In String Theory In A Nutshell by Elias Kiritsis,

Standard Model is unstable as we increase the energy (hierarchy problem of mass scales) and the theory loses predictivity as one starts moving far from current accelerator energies and closer to the Planck scale.

How is predictivity related to instability of higgs vacuum? Is this about QFT predictions done perturbatively, such that we cannot describe particles in middle of transition? Or something else?

In any case my question was confusing: it is just asking why we have predictivity problems when we have an unstable model.

  • $\begingroup$ Theories are attempts to describe the reality within their limits of applicability. Any theory taken to the extreme eventually breaks down. Our universe doesn't live in the "false vacuum" and is not about to jump to the "true vacuum". These concepts are just abstractions made up by scientists in an attempt to describe what they don't know. To get to the Plank scale you need to convert 2000 galaxies of the Virgo cluster to the energy of one proton. No one is or will be moving "closer to the Plank scale" ever. No need to worry about it. It's not falsifiable, thus cannot be scientifically tested. $\endgroup$ – safesphere Jun 7 '18 at 23:53
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    $\begingroup$ @safesphere - false vacuum is a well-defined and legitimate concept, that may or may not apply to reality. If we are living in a false vacuum, presumably the time to decay is enormous, or the universe would already have transitioned. You can't test it directly, but you can still reason about whether or not it is implied by a given theory of physics. Hopefully the question will receive a technically informed answer. $\endgroup$ – Mitchell Porter Jun 8 '18 at 0:48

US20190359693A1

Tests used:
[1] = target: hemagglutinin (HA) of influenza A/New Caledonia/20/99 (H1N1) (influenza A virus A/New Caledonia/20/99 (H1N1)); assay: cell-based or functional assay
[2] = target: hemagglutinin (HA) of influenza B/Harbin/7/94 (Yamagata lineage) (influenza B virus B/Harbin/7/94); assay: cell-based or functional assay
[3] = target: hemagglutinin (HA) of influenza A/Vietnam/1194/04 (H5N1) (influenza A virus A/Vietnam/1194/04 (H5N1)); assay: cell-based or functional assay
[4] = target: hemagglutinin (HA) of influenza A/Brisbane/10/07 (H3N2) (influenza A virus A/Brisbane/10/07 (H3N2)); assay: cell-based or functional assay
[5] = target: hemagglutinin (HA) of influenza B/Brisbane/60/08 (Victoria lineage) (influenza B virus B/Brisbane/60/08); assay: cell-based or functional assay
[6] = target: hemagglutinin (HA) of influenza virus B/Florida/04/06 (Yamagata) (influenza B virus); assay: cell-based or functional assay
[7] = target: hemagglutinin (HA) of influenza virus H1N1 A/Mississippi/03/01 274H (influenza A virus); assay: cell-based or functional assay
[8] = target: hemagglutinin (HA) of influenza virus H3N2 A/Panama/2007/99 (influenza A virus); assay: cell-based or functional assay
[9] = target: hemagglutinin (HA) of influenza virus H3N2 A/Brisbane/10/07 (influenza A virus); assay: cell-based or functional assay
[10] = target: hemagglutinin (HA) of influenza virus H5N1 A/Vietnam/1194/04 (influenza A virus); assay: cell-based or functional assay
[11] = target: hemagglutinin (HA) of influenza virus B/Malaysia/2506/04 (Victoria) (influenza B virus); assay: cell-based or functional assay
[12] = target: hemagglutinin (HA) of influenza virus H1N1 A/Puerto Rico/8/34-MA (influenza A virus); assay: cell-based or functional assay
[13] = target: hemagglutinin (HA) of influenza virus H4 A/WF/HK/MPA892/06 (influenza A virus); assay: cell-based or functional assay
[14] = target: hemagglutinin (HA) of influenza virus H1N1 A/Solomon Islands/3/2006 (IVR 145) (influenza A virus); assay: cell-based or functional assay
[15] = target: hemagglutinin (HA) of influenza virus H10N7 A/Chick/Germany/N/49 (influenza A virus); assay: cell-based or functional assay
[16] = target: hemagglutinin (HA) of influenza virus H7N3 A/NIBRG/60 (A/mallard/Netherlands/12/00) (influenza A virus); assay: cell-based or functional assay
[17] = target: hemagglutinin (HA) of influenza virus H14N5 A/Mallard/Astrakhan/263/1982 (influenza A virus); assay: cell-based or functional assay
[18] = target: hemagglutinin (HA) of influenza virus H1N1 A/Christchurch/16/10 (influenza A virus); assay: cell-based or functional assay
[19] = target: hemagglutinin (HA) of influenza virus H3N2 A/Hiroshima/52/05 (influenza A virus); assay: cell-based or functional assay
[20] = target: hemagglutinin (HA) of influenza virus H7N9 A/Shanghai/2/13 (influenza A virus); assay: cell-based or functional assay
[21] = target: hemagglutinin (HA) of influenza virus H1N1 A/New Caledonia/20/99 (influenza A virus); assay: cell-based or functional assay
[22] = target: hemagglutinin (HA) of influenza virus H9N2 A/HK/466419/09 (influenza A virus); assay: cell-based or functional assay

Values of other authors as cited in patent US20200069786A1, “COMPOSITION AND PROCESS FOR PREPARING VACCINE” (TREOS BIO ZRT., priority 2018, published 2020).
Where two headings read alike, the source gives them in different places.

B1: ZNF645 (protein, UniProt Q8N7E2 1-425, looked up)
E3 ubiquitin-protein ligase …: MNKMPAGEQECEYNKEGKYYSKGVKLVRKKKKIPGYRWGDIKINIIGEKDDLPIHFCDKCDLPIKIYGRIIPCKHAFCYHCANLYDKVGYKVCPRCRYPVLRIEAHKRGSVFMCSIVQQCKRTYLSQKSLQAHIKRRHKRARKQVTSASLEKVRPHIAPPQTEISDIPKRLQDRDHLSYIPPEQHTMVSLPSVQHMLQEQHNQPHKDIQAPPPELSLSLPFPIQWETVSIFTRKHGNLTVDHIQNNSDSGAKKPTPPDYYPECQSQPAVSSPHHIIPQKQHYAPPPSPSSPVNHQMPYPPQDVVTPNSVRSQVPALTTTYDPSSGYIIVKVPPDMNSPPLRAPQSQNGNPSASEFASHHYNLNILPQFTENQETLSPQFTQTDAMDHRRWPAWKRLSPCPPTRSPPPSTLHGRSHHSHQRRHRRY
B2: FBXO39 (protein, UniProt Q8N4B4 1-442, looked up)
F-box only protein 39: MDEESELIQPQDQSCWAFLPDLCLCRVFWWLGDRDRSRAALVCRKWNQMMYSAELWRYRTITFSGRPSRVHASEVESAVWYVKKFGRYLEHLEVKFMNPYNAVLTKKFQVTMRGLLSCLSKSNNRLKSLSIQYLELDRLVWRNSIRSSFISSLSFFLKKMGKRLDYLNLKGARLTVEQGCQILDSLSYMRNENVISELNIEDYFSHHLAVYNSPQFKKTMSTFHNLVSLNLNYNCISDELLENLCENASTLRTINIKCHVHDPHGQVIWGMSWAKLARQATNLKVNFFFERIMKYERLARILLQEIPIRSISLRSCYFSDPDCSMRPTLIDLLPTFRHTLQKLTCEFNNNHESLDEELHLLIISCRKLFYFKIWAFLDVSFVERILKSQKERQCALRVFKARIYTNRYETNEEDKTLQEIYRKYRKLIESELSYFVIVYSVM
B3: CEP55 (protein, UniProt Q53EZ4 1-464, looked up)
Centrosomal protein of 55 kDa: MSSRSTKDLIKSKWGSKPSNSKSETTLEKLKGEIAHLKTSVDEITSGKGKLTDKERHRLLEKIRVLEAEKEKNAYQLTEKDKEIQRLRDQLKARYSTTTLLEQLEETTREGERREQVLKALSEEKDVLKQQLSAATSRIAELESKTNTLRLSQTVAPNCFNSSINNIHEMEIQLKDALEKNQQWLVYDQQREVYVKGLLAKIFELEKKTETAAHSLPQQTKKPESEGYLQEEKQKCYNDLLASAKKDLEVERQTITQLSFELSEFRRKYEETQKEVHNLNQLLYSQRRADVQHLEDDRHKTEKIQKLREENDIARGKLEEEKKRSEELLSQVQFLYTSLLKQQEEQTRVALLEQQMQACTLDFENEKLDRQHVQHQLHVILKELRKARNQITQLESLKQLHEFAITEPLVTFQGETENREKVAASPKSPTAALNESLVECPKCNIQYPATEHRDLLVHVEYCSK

• $\begingroup$ Oh and btw - inflationary models involve the transition out of a false vacuum - so in that case, the consequences of the alleged false vacuum are entirely testable. $\endgroup$ – Mitchell Porter Jun 8 '18 at 1:11
  • $\begingroup$ @MitchellPorter Thanks for jumping in to defend false vacuum! And also for bringing in the "inflationary models", another great example of an enormous success the modern science has become. $\endgroup$ – safesphere Jun 8 '18 at 3:53
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    $\begingroup$ Is Kiritsis talking about vacuum decay? It sounds like he's talking about taking the SM cutoff to higher energies. $\endgroup$ – Mitchell Porter Jun 17 '18 at 14:15

When you have an unstable equilibrium , even in classical mechanics, these predictions can be random. Which way will this rock fall in a small earthquake?


The angle cannot be predicted, because it depends on many factors, from the direction of the quake to the localized strength of frictional forces holding the rock in the unstable equilibrium.

it is just asking why we have predictivity problems when we have an unstable model.

In the classical case, it is too many variables needed for a safe prediction.

Quantum mechanics is inherently probabilistic, and this means that factors influencing stability will enter with a probability . In the simple case of crossing an energy threshold, as with the Higgs mechanism, there are quantum mechanical probabilities of how this threshold is crossed, which , by construction of quantum mechanics can only predict probability distributions. In the case of a universe, as we live in one universe we just get one throw of the dice, and calculations may not give predictable angular or mass or energy distributions, quantum mechanically.

  • $\begingroup$ Oh. So we can predict probability of any event using standard model - forget about deficiencies such as neutrino mass issues - but this is not meaningful because we can only have limited information about our world? So we cannot really predict (probability of) our universe fate, because other unaccounted factors can change the outcome significantly due to instability? If this is what the author meant, it looks like this concern is more of a beauty issue (we really want to have stable predictions) than a serious reality issue. $\endgroup$ – Lucia Guzheim Jun 17 '18 at 17:25
  • $\begingroup$ It is not a beauty issue,it is a fundamental reality issue as physicists understand it now, fundamental reality is quantum mechanical. In the classical case above if you had the information of all the inputs , theoretically you would be able to calculate the angle of fall. In the quantum mechanical case the specific observable will have a probability for a single measurement, only probability distributions are deterministic, measurements are one instance of a probability distribution. $\endgroup$ – anna v Jun 17 '18 at 18:24

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